A review of clinical manifestations in this case series and previously reported patients with either VPS35L, CCDC22 or WASHC5 pathogenic variants is presented in table 1 and online supplemental figure S3.9–12 17 The previously reported siblings with VPS35L variants comprised an elder girl who died in the infantile period due to sudden cardiac arrest, and a younger boy who presented a variety of severe complications.5 While their clinical manifestation appeared to be more severe than typical phenotypes reported in 3C/RSS cases, a greater number of cases is required to build a more complete understanding of patients with VPS35L-related disorders. In this article, we described three patients with VPS35L pathogenic variants. Their clinical manifestations suggested overlapping clinical features with patients with Retriever, CCC and WASH complex dysfunction. To our knowledge however, the primary intestinal lymphangiectasia and hypogammaglobulinaemia observed in this case series have not previously been reported in patients with pathogenic variants in CCDC22 or WASHC5. It is worth noting that proteinuria was identified in three patients with VPS35L pathogenic variants, which has not been reported in patients with 3C/RSS. These results provide a better clinical understanding of patients with VPS35L pathogenic variants. To determine whether the clinical manifestation between patients with Retriever, CCC or WASH complex dysfunction are distinct will require more cases to generate insight into the distinctive functional roles between these complexes.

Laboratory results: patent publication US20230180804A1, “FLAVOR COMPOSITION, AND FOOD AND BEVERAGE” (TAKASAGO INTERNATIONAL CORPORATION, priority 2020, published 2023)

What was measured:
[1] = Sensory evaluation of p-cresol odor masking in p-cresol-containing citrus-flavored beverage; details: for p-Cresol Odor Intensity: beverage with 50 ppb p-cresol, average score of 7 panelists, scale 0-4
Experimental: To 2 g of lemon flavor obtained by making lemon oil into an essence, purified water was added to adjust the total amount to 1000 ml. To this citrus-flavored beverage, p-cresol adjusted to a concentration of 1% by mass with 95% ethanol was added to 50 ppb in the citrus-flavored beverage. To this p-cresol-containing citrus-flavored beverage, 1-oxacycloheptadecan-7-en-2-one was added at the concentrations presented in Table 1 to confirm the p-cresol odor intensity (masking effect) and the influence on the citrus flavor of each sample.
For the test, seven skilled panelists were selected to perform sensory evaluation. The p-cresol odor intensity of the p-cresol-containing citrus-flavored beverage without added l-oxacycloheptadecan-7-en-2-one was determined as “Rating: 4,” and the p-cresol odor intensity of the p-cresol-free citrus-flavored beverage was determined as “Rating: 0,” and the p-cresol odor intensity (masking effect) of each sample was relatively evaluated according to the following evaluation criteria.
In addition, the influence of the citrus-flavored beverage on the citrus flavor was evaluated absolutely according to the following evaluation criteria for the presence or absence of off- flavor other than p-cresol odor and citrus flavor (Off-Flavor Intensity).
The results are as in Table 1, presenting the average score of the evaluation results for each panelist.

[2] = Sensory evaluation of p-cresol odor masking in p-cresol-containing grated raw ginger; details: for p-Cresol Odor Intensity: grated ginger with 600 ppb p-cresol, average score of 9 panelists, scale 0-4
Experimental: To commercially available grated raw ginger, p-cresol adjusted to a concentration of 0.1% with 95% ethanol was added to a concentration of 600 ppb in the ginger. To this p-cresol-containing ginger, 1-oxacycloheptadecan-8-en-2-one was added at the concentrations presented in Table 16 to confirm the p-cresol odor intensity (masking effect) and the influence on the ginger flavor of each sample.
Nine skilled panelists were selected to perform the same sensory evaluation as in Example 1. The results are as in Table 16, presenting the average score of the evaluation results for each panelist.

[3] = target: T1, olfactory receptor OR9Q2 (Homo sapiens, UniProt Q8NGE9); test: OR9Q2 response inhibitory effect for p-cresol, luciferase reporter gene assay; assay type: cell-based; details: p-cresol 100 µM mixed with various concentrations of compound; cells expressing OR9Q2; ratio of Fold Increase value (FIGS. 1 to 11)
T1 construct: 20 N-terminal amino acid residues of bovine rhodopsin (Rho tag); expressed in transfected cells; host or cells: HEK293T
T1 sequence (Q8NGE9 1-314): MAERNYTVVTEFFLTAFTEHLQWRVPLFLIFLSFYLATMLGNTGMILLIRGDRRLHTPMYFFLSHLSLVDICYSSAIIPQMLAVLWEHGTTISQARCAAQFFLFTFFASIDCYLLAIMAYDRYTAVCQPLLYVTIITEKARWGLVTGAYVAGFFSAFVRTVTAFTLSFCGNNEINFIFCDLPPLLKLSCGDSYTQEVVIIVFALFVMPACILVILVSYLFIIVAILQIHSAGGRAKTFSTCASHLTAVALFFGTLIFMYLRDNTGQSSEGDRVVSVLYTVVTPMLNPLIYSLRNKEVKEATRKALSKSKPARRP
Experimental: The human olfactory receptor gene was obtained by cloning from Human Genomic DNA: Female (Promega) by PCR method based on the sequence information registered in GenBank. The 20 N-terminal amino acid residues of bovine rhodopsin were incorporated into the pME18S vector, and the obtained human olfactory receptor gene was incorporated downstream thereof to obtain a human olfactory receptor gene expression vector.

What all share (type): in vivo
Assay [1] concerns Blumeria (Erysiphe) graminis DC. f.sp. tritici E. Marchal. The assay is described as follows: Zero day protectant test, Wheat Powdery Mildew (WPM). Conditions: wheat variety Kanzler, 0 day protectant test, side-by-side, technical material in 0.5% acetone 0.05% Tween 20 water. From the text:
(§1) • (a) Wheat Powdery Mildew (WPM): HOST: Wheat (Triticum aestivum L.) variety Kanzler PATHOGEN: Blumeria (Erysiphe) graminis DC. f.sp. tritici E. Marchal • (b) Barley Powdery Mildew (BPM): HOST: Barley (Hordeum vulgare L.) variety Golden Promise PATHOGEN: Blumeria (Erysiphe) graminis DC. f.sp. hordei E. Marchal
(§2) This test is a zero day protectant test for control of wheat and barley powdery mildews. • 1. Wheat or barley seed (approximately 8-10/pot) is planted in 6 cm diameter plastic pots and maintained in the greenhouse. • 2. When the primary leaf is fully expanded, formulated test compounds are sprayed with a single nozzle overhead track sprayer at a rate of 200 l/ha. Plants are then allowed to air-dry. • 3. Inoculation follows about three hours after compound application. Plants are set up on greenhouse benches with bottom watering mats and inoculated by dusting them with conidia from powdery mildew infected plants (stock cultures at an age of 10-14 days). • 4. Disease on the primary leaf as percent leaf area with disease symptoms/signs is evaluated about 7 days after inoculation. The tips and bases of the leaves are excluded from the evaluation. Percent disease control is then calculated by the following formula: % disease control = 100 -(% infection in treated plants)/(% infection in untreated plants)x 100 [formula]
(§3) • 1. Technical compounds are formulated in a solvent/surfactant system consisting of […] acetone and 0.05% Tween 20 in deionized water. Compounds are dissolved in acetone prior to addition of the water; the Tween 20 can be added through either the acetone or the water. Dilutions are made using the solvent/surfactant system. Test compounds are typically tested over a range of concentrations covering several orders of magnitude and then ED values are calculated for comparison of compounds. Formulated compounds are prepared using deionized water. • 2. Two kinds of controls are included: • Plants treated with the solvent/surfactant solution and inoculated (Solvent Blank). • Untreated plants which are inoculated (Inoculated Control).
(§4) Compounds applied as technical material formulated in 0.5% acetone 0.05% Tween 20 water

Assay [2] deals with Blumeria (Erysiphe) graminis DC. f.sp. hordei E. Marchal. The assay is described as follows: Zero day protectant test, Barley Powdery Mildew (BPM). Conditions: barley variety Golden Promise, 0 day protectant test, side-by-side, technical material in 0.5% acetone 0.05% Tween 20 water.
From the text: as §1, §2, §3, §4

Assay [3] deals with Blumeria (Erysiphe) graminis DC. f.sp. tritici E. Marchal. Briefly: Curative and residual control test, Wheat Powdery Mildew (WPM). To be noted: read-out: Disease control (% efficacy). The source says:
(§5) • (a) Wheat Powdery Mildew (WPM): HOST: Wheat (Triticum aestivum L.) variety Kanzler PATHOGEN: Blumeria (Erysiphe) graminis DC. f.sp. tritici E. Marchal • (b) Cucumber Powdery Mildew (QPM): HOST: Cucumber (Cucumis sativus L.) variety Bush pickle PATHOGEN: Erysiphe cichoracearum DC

Supplemental material

In this case series, patient-2 and patient-3 exhibited a milder phenotype compared with patient-1B and patient-4. Our functional analysis found cells established from patient-1B expressed significantly lower protein levels of VPS35L compared with cells isolated from patient-2 and patient-3. This is consistent with VPS35L protein levels affecting clinical severity. GFP-nanotrap analysis showed that A919T, N996del and P876L variant proteins were very similar functionally in terms of their lack of binding to VPS29. Yet cells derived from patient-2 with the N996del variant showed higher expression of VPS35L compared with patient-1B. Further study is required to fully understand why patient-2-derived cells express higher protein levels of VPS35L even through the mRNA and GFP-nanotrap analyses showed very similar results.